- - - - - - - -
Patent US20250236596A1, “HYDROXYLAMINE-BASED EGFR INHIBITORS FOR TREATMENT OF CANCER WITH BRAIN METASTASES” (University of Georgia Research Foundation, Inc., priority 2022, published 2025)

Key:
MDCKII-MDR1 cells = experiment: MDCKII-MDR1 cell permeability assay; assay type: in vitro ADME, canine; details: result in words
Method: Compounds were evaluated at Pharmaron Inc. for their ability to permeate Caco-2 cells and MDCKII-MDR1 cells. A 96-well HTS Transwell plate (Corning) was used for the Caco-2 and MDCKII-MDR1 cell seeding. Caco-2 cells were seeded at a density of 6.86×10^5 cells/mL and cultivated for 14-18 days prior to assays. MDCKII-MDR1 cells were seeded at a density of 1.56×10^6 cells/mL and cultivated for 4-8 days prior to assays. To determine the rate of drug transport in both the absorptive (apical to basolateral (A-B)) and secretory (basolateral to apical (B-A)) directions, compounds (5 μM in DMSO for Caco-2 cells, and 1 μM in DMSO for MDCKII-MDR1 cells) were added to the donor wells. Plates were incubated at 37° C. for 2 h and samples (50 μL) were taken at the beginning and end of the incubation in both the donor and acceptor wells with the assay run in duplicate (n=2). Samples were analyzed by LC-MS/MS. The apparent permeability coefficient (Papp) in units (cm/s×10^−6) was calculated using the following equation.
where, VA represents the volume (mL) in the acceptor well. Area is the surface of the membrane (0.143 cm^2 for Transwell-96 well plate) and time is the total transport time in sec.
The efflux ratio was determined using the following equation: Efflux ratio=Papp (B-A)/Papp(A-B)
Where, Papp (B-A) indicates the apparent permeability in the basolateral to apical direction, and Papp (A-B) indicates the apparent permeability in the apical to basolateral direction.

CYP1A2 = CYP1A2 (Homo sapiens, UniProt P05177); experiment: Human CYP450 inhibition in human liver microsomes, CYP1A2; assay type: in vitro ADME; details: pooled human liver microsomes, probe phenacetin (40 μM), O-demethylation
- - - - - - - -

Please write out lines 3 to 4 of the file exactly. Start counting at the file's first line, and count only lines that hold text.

MDCKII-MDR1 cells = experiment: MDCKII-MDR1 cell permeability assay; assay type: in vitro ADME, canine; details: result in words
Method: Compounds were evaluated at Pharmaron Inc. for their ability to permeate Caco-2 cells and MDCKII-MDR1 cells. A 96-well HTS Transwell plate (Corning) was used for the Caco-2 and MDCKII-MDR1 cell seeding. Caco-2 cells were seeded at a density of 6.86×10^5 cells/mL and cultivated for 14-18 days prior to assays. MDCKII-MDR1 cells were seeded at a density of 1.56×10^6 cells/mL and cultivated for 4-8 days prior to assays. To determine the rate of drug transport in both the absorptive (apical to basolateral (A-B)) and secretory (basolateral to apical (B-A)) directions, compounds (5 μM in DMSO for Caco-2 cells, and 1 μM in DMSO for MDCKII-MDR1 cells) were added to the donor wells. Plates were incubated at 37° C. for 2 h and samples (50 μL) were taken at the beginning and end of the incubation in both the donor and acceptor wells with the assay run in duplicate (n=2). Samples were analyzed by LC-MS/MS. The apparent permeability coefficient (Papp) in units (cm/s×10^−6) was calculated using the following equation.